"We're the ones -- the workers at the bottom -- that made that profit. Why can't we share in that?" said Long, 59, who lives in the Bronx and hopes to retire with a pension from Verizon in the coming years. 

Even those who have already retired from Verizon are affected by the stalled contract negotiations. According to Labor Notes, "The company is proposing to raise the price on [80,000 retirees'] medical benefits at the same pace as current employees' benefits, even though retirees are on a fixed income." Both current employees and retirees say they're concerned about maintaining their pensions.

Verizon is "trying to destroy the word 'union'" and "get rid of the union," added Long, later recalling a more than four-month strike in 1989 in which union members -- then working for NYNEX, which later merged with other companies that became Verizon -- retained their medical coverage, unlike what has happened during the current strike.

As the strike has now entered its second month, Osman said Socialist Alternative members plan to continue showing their support by joining Verizon workers on picket lines outside retail stores.

"We're prepared, with the Verizon workers, for the long haul," she said.

Copyright, Truthout. May not be reprinted without permission.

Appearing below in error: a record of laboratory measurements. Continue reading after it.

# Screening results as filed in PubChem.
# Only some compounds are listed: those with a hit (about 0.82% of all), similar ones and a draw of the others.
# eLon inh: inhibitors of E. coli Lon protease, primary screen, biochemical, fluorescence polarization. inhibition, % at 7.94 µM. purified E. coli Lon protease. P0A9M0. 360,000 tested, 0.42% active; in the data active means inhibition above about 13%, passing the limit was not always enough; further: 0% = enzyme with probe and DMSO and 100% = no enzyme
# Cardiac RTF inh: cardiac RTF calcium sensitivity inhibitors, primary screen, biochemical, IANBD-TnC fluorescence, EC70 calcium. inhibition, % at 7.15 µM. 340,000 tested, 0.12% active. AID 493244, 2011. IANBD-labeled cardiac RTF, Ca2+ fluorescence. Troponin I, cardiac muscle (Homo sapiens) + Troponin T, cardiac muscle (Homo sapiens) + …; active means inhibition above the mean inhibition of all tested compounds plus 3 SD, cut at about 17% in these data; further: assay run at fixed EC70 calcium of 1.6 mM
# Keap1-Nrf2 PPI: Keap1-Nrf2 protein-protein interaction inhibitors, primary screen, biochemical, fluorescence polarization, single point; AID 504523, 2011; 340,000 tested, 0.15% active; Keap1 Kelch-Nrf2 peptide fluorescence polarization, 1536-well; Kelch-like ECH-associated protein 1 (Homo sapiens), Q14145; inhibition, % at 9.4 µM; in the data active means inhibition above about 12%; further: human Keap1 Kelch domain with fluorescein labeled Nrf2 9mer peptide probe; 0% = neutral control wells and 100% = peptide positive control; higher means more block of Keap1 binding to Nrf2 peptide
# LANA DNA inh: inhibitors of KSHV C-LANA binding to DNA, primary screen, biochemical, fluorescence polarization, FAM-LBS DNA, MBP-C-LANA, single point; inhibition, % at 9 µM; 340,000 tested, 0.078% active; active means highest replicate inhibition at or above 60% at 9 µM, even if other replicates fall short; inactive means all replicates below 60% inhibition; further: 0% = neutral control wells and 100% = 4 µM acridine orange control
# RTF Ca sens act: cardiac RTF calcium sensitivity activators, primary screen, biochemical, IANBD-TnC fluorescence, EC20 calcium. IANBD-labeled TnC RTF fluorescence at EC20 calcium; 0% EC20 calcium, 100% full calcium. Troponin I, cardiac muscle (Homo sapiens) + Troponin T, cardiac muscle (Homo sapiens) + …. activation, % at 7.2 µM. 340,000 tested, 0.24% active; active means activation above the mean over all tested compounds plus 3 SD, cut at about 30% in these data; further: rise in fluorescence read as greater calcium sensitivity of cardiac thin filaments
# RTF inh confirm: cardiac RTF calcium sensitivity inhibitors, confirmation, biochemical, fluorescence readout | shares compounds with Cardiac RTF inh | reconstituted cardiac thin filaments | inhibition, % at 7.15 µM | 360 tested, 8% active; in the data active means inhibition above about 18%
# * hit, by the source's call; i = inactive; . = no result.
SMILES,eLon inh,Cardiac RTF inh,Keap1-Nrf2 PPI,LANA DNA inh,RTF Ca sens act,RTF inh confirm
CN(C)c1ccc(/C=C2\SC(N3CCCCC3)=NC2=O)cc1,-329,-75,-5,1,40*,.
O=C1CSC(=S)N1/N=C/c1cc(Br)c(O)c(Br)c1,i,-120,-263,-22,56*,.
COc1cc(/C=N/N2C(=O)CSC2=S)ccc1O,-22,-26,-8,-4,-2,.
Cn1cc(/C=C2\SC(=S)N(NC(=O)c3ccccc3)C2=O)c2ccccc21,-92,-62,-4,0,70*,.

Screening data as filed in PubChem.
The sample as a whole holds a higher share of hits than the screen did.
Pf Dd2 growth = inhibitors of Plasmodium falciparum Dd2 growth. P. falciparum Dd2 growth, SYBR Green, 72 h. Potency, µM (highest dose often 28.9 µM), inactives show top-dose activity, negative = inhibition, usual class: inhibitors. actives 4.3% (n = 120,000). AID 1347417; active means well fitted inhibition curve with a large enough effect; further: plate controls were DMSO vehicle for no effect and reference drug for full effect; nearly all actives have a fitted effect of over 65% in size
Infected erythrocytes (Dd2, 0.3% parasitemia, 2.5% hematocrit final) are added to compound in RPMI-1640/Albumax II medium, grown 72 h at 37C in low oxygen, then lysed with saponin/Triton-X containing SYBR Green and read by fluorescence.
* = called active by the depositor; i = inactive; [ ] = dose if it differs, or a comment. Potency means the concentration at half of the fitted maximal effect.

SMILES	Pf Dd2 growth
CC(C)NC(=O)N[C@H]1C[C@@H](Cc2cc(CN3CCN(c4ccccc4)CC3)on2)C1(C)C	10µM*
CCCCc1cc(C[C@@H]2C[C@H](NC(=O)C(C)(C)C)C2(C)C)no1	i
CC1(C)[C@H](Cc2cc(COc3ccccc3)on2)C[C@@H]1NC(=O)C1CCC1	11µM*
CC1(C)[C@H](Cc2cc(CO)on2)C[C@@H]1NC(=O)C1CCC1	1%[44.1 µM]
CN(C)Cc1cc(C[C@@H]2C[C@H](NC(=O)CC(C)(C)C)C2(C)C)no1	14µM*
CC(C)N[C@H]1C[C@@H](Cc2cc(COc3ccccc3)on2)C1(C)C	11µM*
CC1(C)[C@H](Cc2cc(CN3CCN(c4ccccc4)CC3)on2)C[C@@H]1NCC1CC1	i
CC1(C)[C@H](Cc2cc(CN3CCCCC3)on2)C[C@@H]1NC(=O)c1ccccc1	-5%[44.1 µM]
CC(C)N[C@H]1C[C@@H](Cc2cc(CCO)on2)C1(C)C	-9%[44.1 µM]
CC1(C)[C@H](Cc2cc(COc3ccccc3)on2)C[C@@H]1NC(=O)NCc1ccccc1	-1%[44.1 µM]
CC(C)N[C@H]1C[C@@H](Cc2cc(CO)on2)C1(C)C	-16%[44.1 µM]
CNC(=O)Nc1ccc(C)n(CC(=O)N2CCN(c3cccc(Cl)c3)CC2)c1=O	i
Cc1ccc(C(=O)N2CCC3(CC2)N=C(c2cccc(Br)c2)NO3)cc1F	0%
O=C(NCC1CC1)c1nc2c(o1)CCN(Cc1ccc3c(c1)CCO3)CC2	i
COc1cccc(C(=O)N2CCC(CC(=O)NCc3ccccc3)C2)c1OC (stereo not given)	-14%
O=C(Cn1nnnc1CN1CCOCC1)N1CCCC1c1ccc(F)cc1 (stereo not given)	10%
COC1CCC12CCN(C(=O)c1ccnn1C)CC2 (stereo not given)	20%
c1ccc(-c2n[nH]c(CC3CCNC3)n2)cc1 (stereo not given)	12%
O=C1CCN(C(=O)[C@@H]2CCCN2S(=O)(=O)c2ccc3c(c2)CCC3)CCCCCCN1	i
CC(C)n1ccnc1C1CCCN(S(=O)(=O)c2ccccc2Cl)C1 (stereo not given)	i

Matt Surrusco

Matt Surrusco is a copy editor with Truthout and a freelance journalist based in New York City. Follow him on Twitter @mattsurrusco.

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Strike Supporters "Adopt" Verizon Wireless Stores to Picket in New York City

Monday, May 16, 2016 By Matt Surrusco, Truthout | Report
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Members of Socialist Alternative join striking Verizon workers on a picket line outside a Verizon Wireless store in Brooklyn, New York, May 15, 2016. (Photo: Matt Surrusco)Members of Socialist Alternative join striking Verizon workers on a picket line outside a Verizon Wireless store in Brooklyn, New York, May 15, 2016. (Photo: Matt Surrusco)

At the base of three escalators, tucked in a corner of a Brooklyn mall, striking Verizon workers and their supporters said they're standing up to the company's corporate greed.

The workers, joined by about a dozen supporters, formed a picket line outside a Verizon Wireless retail store in the Atlantic Terminal Mall near downtown Brooklyn on Sunday, calling for job security, a fair union contract and an end to outsourcing.

"You give away your life for this company, and they want to take away your job."

Some 36,000 Verizon employees, mostly "wireline" or landline workers, represented by Communications Workers of America (CWA) and International Brotherhood of Electrical Workers (IBEW) have been on strike since April 13. The protest in Brooklyn was part of CWA's campaign calling on community groups to "adopt" Verizon retail stores to picket in solidarity with striking workers.